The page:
Python for GIS People


Sara Safavi  / @sarasomewhere

What is Python?


A programming language that's been around since 1991


Designed to be simple, beautiful, and accessible


Free and open source

What makes it Special?

    help is everywhere

    easy to get started

    extensible by design

Why do people love it?


"Python fits your brain"


Easy to read, easy to use: readability is a core philosophy


	#include <iostream>
		using namespace std;
		int main()
		    cout << "Hello World!";
		    return 0;


		public class HelloWorld {
		    public static void main(String[] args) {
		        System.out.println("Hello, World!");


	print("Hello, World!")

That's great... so what?

Why is Python good for GIS people?


  • Integrated into software you already use
  • Lots of existing geo-friendly tools
  • Widespread popularity ➜ community support

  • ...and programming is just fun!


General Python Concepts

Whitespace, not squiggles

Some languages use tokens like { } to create logical separations in the code...
Python just uses whitespace.

# Do this
if good_whitespace is True:
  print("Everything is awesome!")

# Don't do this
if good_whitespace is False:
print("This is broken")


What to remember: consistency is important!
A "tab" is not the same as "four spaces"

How it works

Python is interpreted - not compiled
Unfortunately, does not apply to Python...


Python code is saved to a text file with ".py" extension
Use the Python interpreter to run that code

How to start

What you need:


  • Python installed on your computer
  • A decent* text editor
  • Basic familiarity with the command line


*e.g., Notepad++, gedit, TextMate, etc.
Anything that won't mess with your whitespace.


(That's it!)

Running a Python program

Write this in a text editor, and save as

	print('Hello, world!')


Use Python from the command prompt to run your code:

	> python
	  Hello, world!

Learning: "Just Do It"

Hands-on practice is the best way to make progress:
you can learn a lot from making mistakes.


Tip: Python's official documentation is surprisingly easy to read!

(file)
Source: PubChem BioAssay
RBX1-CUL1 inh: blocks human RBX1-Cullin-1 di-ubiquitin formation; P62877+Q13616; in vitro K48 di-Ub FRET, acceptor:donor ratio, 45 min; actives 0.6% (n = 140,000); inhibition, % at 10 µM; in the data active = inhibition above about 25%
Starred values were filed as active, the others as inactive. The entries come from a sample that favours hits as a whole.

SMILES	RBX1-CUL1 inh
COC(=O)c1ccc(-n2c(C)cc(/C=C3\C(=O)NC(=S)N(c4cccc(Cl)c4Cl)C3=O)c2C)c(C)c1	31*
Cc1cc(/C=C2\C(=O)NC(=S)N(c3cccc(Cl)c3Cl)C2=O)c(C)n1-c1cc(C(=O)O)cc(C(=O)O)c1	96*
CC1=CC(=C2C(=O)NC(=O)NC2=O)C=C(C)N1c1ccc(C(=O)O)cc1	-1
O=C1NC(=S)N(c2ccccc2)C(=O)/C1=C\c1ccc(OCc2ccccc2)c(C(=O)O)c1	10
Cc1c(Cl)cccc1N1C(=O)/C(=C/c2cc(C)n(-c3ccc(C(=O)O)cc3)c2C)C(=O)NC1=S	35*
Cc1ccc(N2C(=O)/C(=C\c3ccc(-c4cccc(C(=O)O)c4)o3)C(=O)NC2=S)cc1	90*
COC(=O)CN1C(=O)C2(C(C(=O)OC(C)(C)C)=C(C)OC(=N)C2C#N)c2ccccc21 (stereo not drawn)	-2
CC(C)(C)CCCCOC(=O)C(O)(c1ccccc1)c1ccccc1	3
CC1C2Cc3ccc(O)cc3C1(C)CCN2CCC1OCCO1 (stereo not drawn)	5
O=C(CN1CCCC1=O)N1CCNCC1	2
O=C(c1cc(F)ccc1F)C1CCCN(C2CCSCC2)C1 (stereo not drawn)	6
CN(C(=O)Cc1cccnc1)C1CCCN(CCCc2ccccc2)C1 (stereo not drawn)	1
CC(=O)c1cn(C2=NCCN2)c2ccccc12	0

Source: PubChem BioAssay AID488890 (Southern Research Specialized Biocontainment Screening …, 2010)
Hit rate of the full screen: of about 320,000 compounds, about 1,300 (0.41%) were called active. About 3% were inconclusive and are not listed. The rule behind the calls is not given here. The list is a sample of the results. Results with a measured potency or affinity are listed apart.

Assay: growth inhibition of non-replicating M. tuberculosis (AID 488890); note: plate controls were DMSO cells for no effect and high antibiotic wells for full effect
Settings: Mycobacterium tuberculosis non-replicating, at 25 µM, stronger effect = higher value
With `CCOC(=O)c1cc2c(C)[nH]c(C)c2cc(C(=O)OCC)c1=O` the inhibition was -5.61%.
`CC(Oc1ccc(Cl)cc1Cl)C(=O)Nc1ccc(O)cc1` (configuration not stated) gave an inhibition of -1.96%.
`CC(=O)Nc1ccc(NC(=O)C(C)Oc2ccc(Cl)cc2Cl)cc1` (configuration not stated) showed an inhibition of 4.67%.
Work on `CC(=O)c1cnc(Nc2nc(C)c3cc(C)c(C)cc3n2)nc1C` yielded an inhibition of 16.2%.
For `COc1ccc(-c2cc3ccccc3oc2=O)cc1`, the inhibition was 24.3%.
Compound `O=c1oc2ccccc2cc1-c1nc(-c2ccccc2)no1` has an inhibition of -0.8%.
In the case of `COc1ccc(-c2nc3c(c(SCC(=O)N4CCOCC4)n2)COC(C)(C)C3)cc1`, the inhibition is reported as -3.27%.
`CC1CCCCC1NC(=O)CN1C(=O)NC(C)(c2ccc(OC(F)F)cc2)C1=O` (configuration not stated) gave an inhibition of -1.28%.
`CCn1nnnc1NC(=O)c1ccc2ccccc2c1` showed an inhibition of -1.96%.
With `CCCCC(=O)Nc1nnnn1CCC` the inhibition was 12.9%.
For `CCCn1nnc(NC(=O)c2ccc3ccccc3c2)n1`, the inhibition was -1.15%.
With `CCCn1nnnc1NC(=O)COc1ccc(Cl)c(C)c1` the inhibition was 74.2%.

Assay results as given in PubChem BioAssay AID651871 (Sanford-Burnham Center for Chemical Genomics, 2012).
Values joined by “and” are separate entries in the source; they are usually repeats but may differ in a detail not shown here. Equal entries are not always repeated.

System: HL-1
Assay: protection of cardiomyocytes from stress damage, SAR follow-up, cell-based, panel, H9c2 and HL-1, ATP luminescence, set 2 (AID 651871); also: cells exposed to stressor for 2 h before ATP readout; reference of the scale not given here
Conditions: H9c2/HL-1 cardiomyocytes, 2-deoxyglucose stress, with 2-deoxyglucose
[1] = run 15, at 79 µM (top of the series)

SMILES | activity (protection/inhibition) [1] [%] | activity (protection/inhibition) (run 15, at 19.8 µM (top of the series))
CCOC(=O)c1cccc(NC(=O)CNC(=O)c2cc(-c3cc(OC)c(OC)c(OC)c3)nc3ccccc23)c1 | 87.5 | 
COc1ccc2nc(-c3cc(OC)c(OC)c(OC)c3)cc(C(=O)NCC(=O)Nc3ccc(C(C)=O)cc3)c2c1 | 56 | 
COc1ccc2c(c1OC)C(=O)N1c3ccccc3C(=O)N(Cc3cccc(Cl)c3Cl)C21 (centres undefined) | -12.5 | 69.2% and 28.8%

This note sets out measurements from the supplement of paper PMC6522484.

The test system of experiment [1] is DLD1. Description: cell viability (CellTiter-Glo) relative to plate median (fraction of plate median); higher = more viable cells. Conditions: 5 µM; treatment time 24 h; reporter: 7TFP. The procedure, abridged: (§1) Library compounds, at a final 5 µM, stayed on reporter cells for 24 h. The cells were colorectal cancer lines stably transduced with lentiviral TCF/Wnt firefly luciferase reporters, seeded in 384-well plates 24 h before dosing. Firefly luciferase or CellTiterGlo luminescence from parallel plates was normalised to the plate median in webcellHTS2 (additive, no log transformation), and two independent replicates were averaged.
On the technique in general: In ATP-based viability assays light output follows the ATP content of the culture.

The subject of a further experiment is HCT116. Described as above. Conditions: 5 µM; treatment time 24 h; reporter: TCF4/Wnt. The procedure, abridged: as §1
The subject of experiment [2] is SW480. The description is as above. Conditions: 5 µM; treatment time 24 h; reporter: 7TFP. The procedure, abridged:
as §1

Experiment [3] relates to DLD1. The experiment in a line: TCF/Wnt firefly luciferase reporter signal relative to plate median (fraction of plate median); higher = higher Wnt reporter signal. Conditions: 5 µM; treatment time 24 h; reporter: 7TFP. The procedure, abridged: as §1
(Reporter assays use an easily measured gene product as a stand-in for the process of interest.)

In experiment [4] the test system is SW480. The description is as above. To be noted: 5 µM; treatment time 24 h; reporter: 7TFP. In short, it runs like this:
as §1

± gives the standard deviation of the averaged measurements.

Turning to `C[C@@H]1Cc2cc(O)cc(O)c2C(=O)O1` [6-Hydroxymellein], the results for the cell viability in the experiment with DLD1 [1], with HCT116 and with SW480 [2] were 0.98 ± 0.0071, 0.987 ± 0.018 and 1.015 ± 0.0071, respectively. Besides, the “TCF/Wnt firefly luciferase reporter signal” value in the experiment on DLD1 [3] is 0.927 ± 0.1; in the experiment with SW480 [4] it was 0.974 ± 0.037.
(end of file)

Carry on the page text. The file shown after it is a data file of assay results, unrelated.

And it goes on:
How is it used in GIS today?

Bucket #1:
Non-Web things


Everything that's not geared for online consumption
(desktop-oriented work)

ETL fun


  • Fiona: use Python to read and write just about any kind of spatial vector data

  • Rasterio: same as above, but for rasters

  • Pyshp: lightweight Python library for reading & writing shapefiles only

  • Pyproj: Python tool for projecting spatial layers

  • GeoAlchemy: read & write to spatial databases like PostGIS, using Python


Note: a lot of ETL-like tools do geoprocessing too!

Shapely: After creating or extracting useful data, use this Python library for more complex manipulation & analysis.

  • Create buffers around features

  • Calculate convex hulls, unions, intersections, centroids...

  • Find spatial differences (change detection) on vector data

Combine Python tools like Fiona + Shapely to chain reading, converting, and analysing spatial data:

>>> with'city_parks.shp', 'r') as collection:
>>>     parks = [shapely.geometry.shape(c['geometry']) for c in collection]

>>> park = parks[0] # grab the first park out of the feature list

# ask Shapely what type of geometry this feature is
>>> park.type

>>> park.area

>>> park.buffer(10.0).area

>>> (park.centroid.x, park.centroid.y)
(3100374.119480808, 10106879.690095564)
use Fiona to open a shapefile of Austin city parks in Python,
then use Shapely to read & manipulate its geometry

Bucket #2:
Web Things


Getting spatial data online, making it mobile, or
putting it in the "cloud"

Generating web maps

What, I thought you needed to learn JavaScript for that?!

Folium: Python library that wraps wraps Leaflet.js
so you can use Python to generate web maps.


"Manipulate your data in Python, then visualize it
on a Leaflet map via Folium."


Your Python is now Javascript

14 lines of Python generates the HTML + JavaScript needed to display existing data on a web map

Building spatial-ized web applications

Web apps are interactive: taking input, storing data, producing output
Geodjango: create web apps that incorporate spatial data


GeoDjango lets you use a spatial database (e.g., PostGIS) to power a spatial-ized app: run spatial queries, return geometries, build maps

Making life better

Easy ways to start using Python as a GIS person

Get Fancy with the Field Calculator

Use Python to generate calculated field values:

Do it in QGIS with the FieldPyculator plugin

Check your work

Humans make mistakes: use Python to make QA/QC tools


  • Programmatically verify schemas & data consistency

  • Check for geometry issues (gaps, overlaps, slivers, etc)

  • Clean messy field values (mixed caps/lowercase, spaces vs. underscores, etc)



Let Python do repetitive tasks for you.

Life is too short to manually reproject 50 shapefiles,
then convert them all to GeoJSON...


Python makes a lot of things a lot easier

You don't have to be a programmer to take advantage

Easy to get started, endless possibilities!